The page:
For us, one of the reasons why these assemblies were failures (in terms of numbers and of effectiveness) was to call workers to join in “as workers”. Precarity and unemployment has already changed people’s lives to the extent that a lot of them work without recognizing themselves as “workers”. You can be a student and be a worker, you can be unemployed and be a worker (as you can be working as well as getting the dole if your earnings are crap). More importantly, if you have to get a new job every 6 months (as most workers on temporary contracts have to) you don’t get the time to identify with your job or the will to fight in your specific workplace. Because of this, it seemed to us that it was necessary to ask people to join the movement not “as workers” but as “individuals” (even if we didn’t really like the term, we couldn’t find anything better. Some said “human being”). So we wanted to organise assemblies open to everybody : students, workers, unemployed and “none of the above”. We didn’t want people participating to feel that they had to be representative of their workplace or their union in everything they would say or do, but for them to be able to participate in these assemblies and possibly in future actions as they personally felt the need to.
These were the main points of the leaflet written that week-end in view of the first assembly to be organized on Tuesday afternoon ( I include a translation of this leaflet at the end of the report) But first it had to be agreed by the student general assembly on Monday afternoon.
Monday the 3rd of April
The general assembly that afternoon gathered around 5000 students.
Votes that were carried, among other decisions:
-to continue the strike and to continue to block the university (by a clear majority)
-to condemn any union or organization that would call for the end of the strike if only the CPE was withdrawn.
-for the word “CPE” to be banned from all student banners in order to affirm more strongly that our demands were larger than the withdrawal of the CPE and that they included the withdrawal of the “loi de l’egalite des chances” ( so-called “Equality of Opportunities” law ) and of the “CNE”.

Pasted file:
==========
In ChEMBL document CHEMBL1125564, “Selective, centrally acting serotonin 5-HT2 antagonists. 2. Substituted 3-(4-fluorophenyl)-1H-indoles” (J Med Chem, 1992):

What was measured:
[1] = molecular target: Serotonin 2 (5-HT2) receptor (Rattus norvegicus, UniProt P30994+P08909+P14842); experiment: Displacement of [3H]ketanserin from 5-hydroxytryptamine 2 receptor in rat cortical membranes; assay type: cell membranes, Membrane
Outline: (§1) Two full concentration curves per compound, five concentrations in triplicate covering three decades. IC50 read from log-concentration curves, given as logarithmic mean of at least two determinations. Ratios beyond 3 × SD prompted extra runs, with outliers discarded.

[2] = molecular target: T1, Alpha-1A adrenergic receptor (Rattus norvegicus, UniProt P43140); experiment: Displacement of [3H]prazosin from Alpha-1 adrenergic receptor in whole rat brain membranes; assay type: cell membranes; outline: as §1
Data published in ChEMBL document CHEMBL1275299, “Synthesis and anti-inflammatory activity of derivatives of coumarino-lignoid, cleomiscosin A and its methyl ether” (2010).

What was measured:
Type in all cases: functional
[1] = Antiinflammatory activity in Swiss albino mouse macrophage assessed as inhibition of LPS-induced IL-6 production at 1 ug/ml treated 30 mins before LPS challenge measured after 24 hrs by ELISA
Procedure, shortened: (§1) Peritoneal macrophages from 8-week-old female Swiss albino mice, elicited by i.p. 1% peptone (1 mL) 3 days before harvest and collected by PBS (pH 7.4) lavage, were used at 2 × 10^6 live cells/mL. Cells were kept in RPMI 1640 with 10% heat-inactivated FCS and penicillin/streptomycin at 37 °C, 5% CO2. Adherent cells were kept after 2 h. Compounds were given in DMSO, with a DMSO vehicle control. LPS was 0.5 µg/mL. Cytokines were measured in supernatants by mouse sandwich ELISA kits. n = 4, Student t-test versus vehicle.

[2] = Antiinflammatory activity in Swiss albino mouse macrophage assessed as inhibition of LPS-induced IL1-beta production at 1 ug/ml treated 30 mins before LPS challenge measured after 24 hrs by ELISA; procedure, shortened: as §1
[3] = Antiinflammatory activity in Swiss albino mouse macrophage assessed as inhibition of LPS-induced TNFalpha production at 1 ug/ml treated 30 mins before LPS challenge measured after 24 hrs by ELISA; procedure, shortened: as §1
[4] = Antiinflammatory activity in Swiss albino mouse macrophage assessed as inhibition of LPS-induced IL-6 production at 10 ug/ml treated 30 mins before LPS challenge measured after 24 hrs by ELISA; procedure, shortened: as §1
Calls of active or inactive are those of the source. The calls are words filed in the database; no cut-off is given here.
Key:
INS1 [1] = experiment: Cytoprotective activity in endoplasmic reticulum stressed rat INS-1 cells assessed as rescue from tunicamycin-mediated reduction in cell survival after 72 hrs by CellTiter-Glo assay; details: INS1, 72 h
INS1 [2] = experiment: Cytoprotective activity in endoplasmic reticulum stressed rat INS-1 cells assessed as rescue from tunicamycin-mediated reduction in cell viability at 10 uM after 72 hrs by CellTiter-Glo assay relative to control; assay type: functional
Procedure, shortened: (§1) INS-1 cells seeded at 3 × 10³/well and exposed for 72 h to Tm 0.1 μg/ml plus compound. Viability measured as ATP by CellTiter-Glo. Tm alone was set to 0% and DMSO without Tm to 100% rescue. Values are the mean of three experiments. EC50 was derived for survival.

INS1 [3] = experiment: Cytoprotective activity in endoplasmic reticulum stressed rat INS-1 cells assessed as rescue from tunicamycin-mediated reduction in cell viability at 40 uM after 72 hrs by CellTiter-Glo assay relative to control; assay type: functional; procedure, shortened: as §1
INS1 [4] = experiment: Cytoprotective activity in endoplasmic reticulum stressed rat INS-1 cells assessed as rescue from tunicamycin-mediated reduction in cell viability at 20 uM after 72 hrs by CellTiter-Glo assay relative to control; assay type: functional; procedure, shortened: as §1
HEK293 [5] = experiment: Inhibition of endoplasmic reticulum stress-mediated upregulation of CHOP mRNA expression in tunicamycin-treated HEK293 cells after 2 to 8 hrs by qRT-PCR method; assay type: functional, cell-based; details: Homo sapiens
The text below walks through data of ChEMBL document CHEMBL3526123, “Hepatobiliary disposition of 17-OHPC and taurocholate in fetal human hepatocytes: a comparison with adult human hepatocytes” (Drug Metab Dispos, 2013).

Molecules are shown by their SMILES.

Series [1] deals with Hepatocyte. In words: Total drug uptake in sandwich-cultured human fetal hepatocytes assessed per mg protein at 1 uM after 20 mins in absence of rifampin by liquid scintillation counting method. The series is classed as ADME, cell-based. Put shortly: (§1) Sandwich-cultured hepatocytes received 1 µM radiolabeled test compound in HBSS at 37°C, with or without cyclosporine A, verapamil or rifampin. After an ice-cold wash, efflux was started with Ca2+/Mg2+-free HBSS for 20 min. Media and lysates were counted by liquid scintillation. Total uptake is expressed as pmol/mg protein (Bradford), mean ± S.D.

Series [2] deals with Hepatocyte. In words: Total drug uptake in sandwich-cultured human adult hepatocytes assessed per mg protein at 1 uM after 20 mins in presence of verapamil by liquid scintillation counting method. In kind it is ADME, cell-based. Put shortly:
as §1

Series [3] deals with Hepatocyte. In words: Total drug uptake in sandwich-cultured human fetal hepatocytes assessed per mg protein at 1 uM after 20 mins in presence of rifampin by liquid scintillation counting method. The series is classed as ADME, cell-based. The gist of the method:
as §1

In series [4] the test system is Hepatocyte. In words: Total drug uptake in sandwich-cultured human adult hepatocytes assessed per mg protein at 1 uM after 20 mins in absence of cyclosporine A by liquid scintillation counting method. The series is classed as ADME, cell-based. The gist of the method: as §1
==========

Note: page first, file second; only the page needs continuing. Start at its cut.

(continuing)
-to go and disturb the demonstration of the “anti-strikers” on Wednesday.
-the fact that our front banner would say “revolution”
-the fact that a group of students would do a press conference wearing balaclavas and holding false weapons in front of a banner saying “we won’t disarm”. (!!!)
-and, more importantly for us, our leaflet was accepted by the majority of the assembly of Rennes 2, as well as the assembly of the university Rennes 1.
As soon as the assembly was finished we tried to participate in the “external commission” to push forward our project of a “general meeting for workers, students, unemployed and nobodies”. The Trotskyists didn’t have much to oppose to our project, but they didn’t like the fact that we were turning up, out of the blue, in the “external commission”, taking everything in our hands, thus denying the laborious though unfruitful work that they had been doing for more than two months (which is understandable). It was thus agreed that they would continue to do “their” stuff (giving out very dull leaflets calling for a general strike in front of factories) and that we would do “our” stuff : distribute our leaflet during the demonstration of the following day and do some postering for a general assembly of “Rennais”, workers or not.
Tuesday the 4th of April
(Second day of strike called by the union confederations)
The first action of the day was the blocking of the bus depot at 6am. The bus drivers weren’t able to go on strike as they had done the week before because the unions hadn’t deposited their strike warning on time. Consequently, some bus drivers had asked students to come and close the depot. I didn’t go to this action but I heard that 30 students had been enough to block the bus depot, mostly because the workers were happy to be blocked anyway. Only the managers were a bit of a pain. Still, the blockade lasted till 10am (not later to let people go to the demo) and prevented two 3rds of the buses from operating. Obviously if the workers hadn’t been with us the managers could easily have called the cops and made us leave, as we were not enough to resist them.
At 11am we went to the demo in order to give out our leaflets. There were as many people as the previous week. It was said in the newspapers that there were less strikers in the public sector but more in the private sector. When the “planned” demo was finished, some (~1000) went to occupy the station, others the school’s inspectorate (and managed to climb on the roof) while around 5000 people did a “spontaneous demo”. At that point we went to the meeting / assembly we had called for in our leaflets, having prepared what we wanted to say, but having prepared no material ( mikes, PA…) as we were expecting 100 at best. When we arrived, the unions (the most radical ones like SUD and the CNT) were already there, had brought with them their sound systems (with terrible music to entertain us), and were starting the meeting without us! And there were hundreds of people (the local newspaper even said a thousand). It didn’t go exactly as we wanted, as the unions were monopolising the thing, but we managed to make 5 or 6 long interventions to remind people why we had organised the meeting, in short, to organise a “comite de lutte Rennais” (Rennes committee of struggle), open to all, which would aim to organise actions against the normal functioning of the economy and try to provoke a general strike. A committee where people wouldn’t have to feel they have to represent their sector or their workplace, but where they could express themselves and take part in actions individually. We therefore asked people to come to the first meeting of this new committee the next day at the university. The rest of the meeting was quite boring as it was always the same five union guys speaking.